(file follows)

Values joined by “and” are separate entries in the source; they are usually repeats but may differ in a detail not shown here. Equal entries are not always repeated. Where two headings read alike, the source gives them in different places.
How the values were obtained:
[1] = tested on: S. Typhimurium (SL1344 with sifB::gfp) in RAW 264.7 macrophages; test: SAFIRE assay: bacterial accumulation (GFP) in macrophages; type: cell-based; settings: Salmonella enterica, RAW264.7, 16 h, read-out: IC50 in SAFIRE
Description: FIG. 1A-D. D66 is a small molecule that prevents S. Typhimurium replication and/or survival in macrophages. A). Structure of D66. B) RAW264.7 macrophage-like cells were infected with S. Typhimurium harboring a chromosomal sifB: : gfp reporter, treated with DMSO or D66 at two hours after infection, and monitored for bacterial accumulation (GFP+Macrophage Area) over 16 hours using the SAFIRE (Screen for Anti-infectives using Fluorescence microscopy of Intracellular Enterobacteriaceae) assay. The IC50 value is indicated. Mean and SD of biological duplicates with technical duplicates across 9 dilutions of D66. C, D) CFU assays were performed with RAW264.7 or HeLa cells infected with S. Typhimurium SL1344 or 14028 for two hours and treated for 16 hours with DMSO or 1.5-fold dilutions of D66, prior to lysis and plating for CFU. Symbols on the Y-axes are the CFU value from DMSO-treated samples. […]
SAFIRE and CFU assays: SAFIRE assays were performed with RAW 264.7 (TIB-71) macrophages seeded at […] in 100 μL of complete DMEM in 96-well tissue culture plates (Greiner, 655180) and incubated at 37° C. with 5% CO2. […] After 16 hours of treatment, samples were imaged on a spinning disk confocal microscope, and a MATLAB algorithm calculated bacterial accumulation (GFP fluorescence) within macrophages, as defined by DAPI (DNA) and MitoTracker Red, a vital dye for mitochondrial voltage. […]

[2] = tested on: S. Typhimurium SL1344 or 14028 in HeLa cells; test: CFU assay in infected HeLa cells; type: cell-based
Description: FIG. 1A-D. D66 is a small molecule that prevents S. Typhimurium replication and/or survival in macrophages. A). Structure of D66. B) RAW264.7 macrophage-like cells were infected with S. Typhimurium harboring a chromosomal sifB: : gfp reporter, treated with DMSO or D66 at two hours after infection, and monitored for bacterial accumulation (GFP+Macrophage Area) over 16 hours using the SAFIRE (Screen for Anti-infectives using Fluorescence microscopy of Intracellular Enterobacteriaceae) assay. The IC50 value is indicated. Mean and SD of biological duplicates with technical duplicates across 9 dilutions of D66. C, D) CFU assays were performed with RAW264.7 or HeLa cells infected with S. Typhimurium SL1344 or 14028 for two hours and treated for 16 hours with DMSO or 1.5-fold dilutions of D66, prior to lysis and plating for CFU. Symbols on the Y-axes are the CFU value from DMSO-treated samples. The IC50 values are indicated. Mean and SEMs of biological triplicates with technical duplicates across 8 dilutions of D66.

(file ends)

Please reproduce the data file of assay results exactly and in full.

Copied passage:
Values joined by “and” are separate entries in the source; they are usually repeats but may differ in a detail not shown here. Equal entries are not always repeated. Where two headings read alike, the source gives them in different places.
How the values were obtained:
[1] = tested on: S. Typhimurium (SL1344 with sifB::gfp) in RAW 264.7 macrophages; test: SAFIRE assay: bacterial accumulation (GFP) in macrophages; type: cell-based; settings: Salmonella enterica, RAW264.7, 16 h, read-out: IC50 in SAFIRE
Description: FIG. 1A-D. D66 is a small molecule that prevents S. Typhimurium replication and/or survival in macrophages. A). Structure of D66. B) RAW264.7 macrophage-like cells were infected with S. Typhimurium harboring a chromosomal sifB: : gfp reporter, treated with DMSO or D66 at two hours after infection, and monitored for bacterial accumulation (GFP+Macrophage Area) over 16 hours using the SAFIRE (Screen for Anti-infectives using Fluorescence microscopy of Intracellular Enterobacteriaceae) assay. The IC50 value is indicated. Mean and SD of biological duplicates with technical duplicates across 9 dilutions of D66. C, D) CFU assays were performed with RAW264.7 or HeLa cells infected with S. Typhimurium SL1344 or 14028 for two hours and treated for 16 hours with DMSO or 1.5-fold dilutions of D66, prior to lysis and plating for CFU. Symbols on the Y-axes are the CFU value from DMSO-treated samples. […]
SAFIRE and CFU assays: SAFIRE assays were performed with RAW 264.7 (TIB-71) macrophages seeded at […] in 100 μL of complete DMEM in 96-well tissue culture plates (Greiner, 655180) and incubated at 37° C. with 5% CO2. […] After 16 hours of treatment, samples were imaged on a spinning disk confocal microscope, and a MATLAB algorithm calculated bacterial accumulation (GFP fluorescence) within macrophages, as defined by DAPI (DNA) and MitoTracker Red, a vital dye for mitochondrial voltage. […]

[2] = tested on: S. Typhimurium SL1344 or 14028 in HeLa cells; test: CFU assay in infected HeLa cells; type: cell-based
Description: FIG. 1A-D. D66 is a small molecule that prevents S. Typhimurium replication and/or survival in macrophages. A). Structure of D66. B) RAW264.7 macrophage-like cells were infected with S. Typhimurium harboring a chromosomal sifB: : gfp reporter, treated with DMSO or D66 at two hours after infection, and monitored for bacterial accumulation (GFP+Macrophage Area) over 16 hours using the SAFIRE (Screen for Anti-infectives using Fluorescence microscopy of Intracellular Enterobacteriaceae) assay. The IC50 value is indicated. Mean and SD of biological duplicates with technical duplicates across 9 dilutions of D66. C, D) CFU assays were performed with RAW264.7 or HeLa cells infected with S. Typhimurium SL1344 or 14028 for two hours and treated for 16 hours with DMSO or 1.5-fold dilutions of D66, prior to lysis and plating for CFU. Symbols on the Y-axes are the CFU value from DMSO-treated samples. The IC50 values are indicated. Mean and SEMs of biological triplicates with technical duplicates across 8 dilutions of D66.